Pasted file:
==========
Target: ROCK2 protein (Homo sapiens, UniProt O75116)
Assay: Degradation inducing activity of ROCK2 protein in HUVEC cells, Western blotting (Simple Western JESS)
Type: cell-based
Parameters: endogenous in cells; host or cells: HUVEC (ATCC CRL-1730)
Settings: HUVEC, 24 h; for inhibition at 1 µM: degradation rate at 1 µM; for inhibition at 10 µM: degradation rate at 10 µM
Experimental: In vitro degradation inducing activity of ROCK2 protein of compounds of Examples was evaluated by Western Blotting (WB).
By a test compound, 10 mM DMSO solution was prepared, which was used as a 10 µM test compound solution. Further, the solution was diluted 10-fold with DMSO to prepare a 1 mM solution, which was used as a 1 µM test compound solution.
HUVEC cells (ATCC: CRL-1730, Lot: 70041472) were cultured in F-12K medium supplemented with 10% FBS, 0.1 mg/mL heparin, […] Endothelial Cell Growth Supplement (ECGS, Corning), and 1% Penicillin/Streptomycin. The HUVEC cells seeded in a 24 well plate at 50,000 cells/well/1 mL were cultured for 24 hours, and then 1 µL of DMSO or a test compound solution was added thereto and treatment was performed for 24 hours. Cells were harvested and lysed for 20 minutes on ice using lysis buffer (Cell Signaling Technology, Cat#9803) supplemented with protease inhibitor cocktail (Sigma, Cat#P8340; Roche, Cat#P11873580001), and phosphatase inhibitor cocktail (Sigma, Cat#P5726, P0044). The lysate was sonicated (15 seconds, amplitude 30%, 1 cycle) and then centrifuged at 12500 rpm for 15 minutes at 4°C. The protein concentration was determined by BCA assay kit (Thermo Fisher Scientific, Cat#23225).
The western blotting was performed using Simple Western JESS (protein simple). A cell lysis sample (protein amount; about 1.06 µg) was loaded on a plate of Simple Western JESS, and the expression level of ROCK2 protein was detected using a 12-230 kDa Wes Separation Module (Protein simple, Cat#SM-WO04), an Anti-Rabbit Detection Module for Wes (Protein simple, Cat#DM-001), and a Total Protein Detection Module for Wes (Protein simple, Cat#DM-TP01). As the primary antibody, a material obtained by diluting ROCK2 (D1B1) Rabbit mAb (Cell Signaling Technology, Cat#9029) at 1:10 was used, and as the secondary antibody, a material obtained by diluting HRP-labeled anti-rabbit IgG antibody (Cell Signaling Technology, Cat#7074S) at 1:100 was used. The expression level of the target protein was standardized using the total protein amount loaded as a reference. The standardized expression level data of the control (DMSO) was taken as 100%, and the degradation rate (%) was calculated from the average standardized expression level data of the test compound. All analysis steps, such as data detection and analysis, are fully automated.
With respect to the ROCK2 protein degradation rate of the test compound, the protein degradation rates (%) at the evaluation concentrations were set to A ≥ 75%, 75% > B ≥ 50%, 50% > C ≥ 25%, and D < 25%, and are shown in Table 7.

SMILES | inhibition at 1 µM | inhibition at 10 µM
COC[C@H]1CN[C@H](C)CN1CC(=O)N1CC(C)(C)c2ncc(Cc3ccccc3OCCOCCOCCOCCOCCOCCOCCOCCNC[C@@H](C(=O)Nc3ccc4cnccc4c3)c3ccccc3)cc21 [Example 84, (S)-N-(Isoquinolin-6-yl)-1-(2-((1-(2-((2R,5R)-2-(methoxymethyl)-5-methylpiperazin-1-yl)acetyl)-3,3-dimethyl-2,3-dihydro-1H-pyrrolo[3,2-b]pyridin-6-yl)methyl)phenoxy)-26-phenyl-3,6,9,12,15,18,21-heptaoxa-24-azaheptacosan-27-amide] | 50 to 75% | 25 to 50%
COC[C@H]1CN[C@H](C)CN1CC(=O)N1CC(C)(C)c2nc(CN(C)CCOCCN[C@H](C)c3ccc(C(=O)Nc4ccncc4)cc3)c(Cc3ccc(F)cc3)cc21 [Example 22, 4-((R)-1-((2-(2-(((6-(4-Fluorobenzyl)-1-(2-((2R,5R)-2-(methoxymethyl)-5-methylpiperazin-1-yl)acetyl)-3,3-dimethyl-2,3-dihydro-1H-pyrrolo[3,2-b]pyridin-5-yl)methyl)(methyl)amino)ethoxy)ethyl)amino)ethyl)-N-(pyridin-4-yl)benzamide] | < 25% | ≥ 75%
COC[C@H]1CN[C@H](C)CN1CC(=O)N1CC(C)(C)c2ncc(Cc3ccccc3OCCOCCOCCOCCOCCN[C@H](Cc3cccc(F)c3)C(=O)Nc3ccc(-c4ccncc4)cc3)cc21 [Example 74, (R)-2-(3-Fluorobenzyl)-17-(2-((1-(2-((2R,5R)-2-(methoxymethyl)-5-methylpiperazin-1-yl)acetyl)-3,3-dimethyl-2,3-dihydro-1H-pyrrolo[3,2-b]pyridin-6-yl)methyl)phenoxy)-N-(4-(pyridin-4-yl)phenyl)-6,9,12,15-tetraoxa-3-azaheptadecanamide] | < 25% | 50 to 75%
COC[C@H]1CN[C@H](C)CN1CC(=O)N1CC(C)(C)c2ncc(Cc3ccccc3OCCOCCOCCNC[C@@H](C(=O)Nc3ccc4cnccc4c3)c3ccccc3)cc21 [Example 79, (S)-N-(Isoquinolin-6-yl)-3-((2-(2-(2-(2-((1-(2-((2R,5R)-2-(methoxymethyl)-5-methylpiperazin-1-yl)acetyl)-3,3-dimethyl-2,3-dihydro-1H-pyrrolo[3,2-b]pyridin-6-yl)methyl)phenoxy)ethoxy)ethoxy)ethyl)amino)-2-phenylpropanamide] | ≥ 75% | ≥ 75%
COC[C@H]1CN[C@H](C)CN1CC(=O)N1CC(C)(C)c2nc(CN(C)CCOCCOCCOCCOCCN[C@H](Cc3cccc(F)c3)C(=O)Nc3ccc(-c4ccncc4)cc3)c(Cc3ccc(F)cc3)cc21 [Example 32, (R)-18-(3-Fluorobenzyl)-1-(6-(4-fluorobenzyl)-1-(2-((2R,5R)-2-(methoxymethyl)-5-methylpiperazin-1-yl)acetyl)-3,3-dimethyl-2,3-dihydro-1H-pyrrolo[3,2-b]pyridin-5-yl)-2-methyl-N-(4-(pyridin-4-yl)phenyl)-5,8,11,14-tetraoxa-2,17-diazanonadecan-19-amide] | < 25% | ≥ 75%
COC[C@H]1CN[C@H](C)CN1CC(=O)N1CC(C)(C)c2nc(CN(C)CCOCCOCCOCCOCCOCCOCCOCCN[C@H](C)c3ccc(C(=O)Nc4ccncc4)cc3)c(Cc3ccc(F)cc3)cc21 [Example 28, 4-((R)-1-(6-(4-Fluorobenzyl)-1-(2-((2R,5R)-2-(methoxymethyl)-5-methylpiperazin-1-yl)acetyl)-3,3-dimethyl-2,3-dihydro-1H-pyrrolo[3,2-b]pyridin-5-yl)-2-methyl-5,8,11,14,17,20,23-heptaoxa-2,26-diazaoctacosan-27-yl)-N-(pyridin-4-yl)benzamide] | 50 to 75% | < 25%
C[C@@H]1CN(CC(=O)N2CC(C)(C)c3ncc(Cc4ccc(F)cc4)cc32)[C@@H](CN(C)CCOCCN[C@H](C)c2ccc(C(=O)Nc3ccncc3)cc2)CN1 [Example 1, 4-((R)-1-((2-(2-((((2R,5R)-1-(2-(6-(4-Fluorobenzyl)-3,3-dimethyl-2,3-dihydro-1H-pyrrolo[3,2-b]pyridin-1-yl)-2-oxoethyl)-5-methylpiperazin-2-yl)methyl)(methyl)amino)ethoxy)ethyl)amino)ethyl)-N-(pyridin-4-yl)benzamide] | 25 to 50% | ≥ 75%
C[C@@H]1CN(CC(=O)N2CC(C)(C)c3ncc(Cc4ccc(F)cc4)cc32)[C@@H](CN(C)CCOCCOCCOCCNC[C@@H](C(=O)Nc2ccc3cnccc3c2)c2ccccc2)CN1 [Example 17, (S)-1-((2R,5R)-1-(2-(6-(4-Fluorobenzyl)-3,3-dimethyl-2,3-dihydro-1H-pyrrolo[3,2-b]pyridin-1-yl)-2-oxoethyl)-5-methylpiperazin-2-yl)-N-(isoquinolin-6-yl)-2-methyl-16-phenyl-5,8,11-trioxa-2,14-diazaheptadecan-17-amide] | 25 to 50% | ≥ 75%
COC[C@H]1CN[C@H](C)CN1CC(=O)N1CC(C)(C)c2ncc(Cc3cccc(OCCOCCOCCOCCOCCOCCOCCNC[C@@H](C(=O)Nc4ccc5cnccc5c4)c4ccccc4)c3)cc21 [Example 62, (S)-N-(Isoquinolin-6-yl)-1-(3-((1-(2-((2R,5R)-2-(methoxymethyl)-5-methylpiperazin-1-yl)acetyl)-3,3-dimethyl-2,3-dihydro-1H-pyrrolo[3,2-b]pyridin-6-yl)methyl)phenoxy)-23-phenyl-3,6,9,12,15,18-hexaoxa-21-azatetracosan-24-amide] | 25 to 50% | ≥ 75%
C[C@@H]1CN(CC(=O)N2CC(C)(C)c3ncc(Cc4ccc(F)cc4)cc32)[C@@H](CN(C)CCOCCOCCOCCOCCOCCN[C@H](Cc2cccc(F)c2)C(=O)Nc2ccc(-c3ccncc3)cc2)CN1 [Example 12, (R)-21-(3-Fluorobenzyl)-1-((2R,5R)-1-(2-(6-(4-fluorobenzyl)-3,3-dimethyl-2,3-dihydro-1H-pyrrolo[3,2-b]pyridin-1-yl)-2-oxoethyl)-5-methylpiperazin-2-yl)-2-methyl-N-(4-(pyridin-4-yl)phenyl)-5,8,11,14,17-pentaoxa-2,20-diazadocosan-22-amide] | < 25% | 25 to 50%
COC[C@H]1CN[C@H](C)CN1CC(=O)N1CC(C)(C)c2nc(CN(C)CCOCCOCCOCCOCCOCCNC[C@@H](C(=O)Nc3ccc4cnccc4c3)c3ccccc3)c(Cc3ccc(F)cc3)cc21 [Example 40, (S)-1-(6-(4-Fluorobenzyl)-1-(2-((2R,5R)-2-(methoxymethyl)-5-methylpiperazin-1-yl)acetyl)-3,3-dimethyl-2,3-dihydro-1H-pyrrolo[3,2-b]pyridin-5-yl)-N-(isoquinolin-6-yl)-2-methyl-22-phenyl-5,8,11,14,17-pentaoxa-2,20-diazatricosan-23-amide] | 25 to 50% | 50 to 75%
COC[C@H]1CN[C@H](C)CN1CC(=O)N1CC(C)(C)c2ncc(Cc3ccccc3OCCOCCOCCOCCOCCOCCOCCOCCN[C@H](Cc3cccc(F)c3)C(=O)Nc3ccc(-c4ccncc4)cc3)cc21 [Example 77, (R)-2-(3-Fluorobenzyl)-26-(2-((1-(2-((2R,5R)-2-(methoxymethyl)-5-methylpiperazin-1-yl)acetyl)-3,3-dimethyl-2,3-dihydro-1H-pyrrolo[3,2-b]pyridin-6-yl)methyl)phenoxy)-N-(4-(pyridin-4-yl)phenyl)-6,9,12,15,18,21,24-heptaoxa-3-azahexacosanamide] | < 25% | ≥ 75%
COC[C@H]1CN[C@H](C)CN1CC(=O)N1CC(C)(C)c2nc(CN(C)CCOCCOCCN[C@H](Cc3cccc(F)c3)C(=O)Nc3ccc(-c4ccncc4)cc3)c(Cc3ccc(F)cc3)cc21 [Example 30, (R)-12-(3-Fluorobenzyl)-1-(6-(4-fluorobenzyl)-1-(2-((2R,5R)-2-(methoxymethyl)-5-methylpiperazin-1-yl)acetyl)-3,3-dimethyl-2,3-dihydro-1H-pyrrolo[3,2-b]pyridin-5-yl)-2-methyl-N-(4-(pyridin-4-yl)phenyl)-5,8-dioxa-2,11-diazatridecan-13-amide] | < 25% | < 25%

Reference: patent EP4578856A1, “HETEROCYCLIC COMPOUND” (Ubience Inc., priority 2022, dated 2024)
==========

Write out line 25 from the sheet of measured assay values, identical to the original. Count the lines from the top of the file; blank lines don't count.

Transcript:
Reference: patent EP4578856A1, “HETEROCYCLIC COMPOUND” (Ubience Inc., priority 2022, dated 2024)